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The Lake Mary Lifeline

The Lake Mary Lifeline

Get the latest Lake Mary news and find out what’s happening all around Seminole County from the most recent Lake Mary Life articles.

Meeting of the Musical Minds

Featured Photo from Meeting of the Musical Minds

The Musical Minds Choir uses song to lift the spirits and stimulate the memories of those with Alzheimer’s disease and dementia

At rehearsals for the Musical Minds Choir, laughter fills the air almost as often as song.

Singers enthusiastically belt out familiar tunes, happily clap along to upbeat songs, and occasionally dance in the aisles. Choir director Kevin Harris keeps the energy level high with his piano playing and song leading, and the mood stays light with his sense of humor.

Musical Minds, an arts and wellness program offered by Central Florida Community Arts (CFCArts), is not your typical community choir. This singing group is designed for adults in the early stages of memory loss, dementia, or Alzheimer’s disease, and for their caregivers. The choir meets most Wednesday mornings at One Senior Place in Altamonte Springs.

“We are a community-building organization, and we use arts as the vehicle,” Kevin says about CFCArts. “Yes, we have this choir; We sing together; We laugh together. But I’m more interested in community, especially with this specific demographic and journey.”

The Musical Minds playlist features songs from the 1920s to the 1970s, with tunes that range from spiritual to secular to patriotic. The idea is to tap into participants’ long-term memories by singing well-known songs from their past.

Some songs, such as “Amazing Grace,” are inspiring. Others are peppy, including “How Much Is That Doggie in the Window,” “Happy Together,” and “Hello, Dolly!”

Music stimulates many different areas of the brain, says David Huckabee, vice president of programs for the Central and North Florida Chapter of the Alzheimer’s Association. For someone in the early stages of Alzheimer’s or a related dementia, he says, music can help with communication, mood, and behavior. And, music may have some effect on recall.

“Besides the cognitive stimulation of a program such as Musical Minds, there is the added benefit of social interaction and a sense of community,” David says.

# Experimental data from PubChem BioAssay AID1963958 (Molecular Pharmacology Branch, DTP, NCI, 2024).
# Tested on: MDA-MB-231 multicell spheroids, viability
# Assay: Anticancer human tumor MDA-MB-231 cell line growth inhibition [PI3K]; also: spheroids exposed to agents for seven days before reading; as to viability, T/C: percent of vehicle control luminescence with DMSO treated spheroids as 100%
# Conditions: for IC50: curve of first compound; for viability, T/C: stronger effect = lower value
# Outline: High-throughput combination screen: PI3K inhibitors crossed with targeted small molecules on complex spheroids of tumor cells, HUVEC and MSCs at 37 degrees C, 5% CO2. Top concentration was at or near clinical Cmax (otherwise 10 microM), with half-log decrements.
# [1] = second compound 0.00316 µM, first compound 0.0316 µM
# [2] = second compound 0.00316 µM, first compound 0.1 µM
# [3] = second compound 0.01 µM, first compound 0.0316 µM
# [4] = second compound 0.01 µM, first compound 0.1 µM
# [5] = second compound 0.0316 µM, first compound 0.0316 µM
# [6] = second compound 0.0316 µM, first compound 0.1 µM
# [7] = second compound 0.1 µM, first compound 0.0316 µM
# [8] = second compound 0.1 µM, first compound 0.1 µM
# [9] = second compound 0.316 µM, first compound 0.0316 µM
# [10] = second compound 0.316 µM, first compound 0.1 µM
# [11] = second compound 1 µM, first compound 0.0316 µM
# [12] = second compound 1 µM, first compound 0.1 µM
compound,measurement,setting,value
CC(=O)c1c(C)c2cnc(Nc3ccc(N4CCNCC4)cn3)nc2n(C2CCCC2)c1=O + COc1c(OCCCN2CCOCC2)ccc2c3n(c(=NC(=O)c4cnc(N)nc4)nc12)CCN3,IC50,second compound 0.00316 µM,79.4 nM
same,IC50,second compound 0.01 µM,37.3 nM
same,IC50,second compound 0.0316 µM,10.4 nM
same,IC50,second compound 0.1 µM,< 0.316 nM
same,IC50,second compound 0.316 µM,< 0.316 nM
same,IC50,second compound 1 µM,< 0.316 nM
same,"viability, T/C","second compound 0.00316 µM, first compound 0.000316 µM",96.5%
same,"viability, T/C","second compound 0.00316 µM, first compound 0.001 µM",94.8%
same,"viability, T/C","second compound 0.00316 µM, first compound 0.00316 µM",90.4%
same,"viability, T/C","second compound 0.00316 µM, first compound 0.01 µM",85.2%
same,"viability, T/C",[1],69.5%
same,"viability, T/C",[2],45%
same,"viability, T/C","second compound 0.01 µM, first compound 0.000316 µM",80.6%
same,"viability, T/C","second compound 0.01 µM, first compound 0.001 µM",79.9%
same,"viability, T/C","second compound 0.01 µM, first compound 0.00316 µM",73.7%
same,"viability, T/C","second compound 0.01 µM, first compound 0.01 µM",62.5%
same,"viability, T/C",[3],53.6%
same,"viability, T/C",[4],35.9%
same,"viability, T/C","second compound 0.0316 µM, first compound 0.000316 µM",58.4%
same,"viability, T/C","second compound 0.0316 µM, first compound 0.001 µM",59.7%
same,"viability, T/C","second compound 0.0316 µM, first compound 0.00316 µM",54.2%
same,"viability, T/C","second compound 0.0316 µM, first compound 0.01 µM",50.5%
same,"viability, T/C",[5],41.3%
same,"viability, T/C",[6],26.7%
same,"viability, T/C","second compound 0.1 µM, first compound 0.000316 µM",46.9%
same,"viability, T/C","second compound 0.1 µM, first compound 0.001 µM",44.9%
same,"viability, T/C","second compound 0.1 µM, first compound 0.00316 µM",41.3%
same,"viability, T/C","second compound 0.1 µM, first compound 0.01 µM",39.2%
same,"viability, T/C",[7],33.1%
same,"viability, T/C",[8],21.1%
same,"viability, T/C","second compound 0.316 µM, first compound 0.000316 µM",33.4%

Nancy and Dennis Dulniak of Oviedo can vouch for that. They are charter members of the choir, which was launched in 2015. Dennis says, for people who are dealing with dementia – including his wife – it’s important to have consistent activities. Musical Minds provides that consistency in a non-threatening, positive environment.

“Nancy gets the socialization – the familiar faces, the friendly hugs, and the smiles,” says Dennis, and she’s not the only one. “I also receive the friendship, the love, the smiles, the hugs. It’s just an uplifting experience.”

Nancy’s favorite song in the choir’s repertoire is “God Bless America,” which Kevin plays as the closing number. Although Nancy’s only other singing experience is with her church congregation, she knows that’s not important.

“Maybe we can’t really sing, but we all do what we can do,” she says. “We do our best.”

Joshua Vickery, founder and executive director of CFCArts, says the choir has helped strengthen the relationship between those with dementia and the people who care for them.

“Musical Minds is extremely impactful on the human brain and body, as we see people who are non-responsive come to life through the power of music,” Joshua says. “We love seeing the effects of music on the brain as memories are resurrected.”

Lake Mary residents Diane Burnell and her father, Chris Pappas, recently visited the choir for the first time and were quite impressed with the program.

“It was absolutely wonderful,” says Diane, adding that music has a calming effect on her father, who has dementia.

Although Chris is new to Musical Minds, he was a member of a barbershop chorus in Ohio for 25 years. Singing in a group setting has brought him tremendous joy for much of his life.

“For dad, programs like this help to bring him to a point of memory where he feels connected and useful,” Diane says. “It’s like he’s back to a point where he feels whole.”

The Musical Minds Choir, which has about 65 members, meets from 10:00 to 11:30 a.m. most Wednesdays at One Senior Place, 715 Douglas Avenue in Altamonte Springs. The choir takes a few weeks off here and there during the year. Participants don’t have to be experienced singers, and there is no cost to join.

To learn more, call 407-937-1800, email MusicalMinds@CFCArts.com, or just stop by for a visit. Drop-ins are welcome. For details about Central Florida Community Arts, a nonprofit organization, visit CFCArts.com.

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